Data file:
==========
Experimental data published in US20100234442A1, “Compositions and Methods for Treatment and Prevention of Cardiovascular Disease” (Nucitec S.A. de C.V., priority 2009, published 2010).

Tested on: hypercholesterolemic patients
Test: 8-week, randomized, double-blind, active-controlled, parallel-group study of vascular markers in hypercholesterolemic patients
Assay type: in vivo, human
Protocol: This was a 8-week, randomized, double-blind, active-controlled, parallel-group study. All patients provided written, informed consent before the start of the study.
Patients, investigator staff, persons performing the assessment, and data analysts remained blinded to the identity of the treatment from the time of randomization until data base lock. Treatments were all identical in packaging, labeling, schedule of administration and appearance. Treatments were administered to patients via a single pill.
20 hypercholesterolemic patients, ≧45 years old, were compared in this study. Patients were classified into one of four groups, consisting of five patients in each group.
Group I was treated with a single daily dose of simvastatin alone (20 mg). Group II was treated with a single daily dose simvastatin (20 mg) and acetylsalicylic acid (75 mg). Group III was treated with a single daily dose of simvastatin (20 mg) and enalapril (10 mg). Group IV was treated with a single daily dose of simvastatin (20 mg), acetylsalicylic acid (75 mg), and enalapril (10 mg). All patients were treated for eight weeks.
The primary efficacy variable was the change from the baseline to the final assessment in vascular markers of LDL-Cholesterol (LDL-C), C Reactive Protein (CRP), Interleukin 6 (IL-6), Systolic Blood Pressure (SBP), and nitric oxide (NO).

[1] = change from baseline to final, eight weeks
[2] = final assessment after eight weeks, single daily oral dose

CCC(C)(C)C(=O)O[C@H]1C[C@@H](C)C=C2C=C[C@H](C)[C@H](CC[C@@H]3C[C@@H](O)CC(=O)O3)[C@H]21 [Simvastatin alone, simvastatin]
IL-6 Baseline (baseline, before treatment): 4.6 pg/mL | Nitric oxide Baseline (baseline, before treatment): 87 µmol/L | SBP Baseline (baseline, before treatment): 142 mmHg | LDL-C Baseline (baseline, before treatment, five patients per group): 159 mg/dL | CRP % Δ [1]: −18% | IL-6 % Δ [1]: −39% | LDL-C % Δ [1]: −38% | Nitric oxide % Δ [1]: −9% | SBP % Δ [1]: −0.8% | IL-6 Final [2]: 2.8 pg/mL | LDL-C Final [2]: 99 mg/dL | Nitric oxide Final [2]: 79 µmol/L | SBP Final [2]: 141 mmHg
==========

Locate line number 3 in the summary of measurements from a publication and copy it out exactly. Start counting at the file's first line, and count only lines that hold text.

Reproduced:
Test: 8-week, randomized, double-blind, active-controlled, parallel-group study of vascular markers in hypercholesterolemic patients